If, say, the economy of the U.S., the U.K., Japan, Denmark, or Germany were to collapse, blame would properly be placed on its government (or at least the most recent conservative to have had his or her hands on the economy in that country; leftists can’t be blamed because all leftist economic policies are perfect). If the economy of a third-world shit-hole collapses, blame will be placed on… the governments of wealthy western nations. Even in a global economic contraction, when everyone is hurting, it is apparently expected that western countries whose own economies are in serious trouble should be rushing their own resources out to help third-world basket cases.

Incidentally, America is currently shouldering 27 trillion U.S. dollars worth of debt right now. That’s 128% of its current GDP. And Congress is debating another (roughly) trillion dollars in domestic pandemic relief. This same pain is being felt around the world, and yes, the pain is surely sharpest in countries that were on shaky ground to begin with. But is this really a scenario where journalists feel comfortable sneering at a president opting not to throw good money after bad? I mean, fair enough if you want to make the argument that strapped Americans should not only be taking on massive new debt to help themselves out of the current crisis, but should also be taking on additional new debt to help people in faraway nations out of the current crisis. There are surely some sober arguments to be made for that position, even if I can’t think of any: go ahead and make them. But don’t act as though it’s a no-brainer.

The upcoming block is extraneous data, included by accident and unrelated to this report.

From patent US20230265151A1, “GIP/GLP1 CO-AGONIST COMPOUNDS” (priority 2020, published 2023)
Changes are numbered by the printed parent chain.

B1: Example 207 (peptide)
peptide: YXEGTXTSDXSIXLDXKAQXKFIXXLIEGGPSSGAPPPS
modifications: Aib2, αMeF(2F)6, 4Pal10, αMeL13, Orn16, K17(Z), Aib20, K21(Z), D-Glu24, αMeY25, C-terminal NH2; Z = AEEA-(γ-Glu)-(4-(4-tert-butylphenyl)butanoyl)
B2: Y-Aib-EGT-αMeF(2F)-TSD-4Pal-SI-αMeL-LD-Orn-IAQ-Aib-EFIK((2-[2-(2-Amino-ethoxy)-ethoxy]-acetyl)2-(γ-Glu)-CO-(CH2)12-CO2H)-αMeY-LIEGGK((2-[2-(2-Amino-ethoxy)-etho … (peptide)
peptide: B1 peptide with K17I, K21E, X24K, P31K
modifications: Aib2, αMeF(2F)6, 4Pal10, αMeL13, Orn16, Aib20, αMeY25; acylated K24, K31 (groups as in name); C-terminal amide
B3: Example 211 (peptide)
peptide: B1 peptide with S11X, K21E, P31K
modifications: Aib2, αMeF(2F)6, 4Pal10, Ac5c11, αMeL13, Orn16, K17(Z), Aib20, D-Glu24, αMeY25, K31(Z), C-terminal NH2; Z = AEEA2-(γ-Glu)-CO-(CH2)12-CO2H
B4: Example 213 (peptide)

Getting back to the villain of this piece, the notorious DJT, there’s clearly no such thing as “too much contempt” when writing about him. After pointing out that Trump’s message to the G20 summit was short and brusque, the article takes a jarring leap: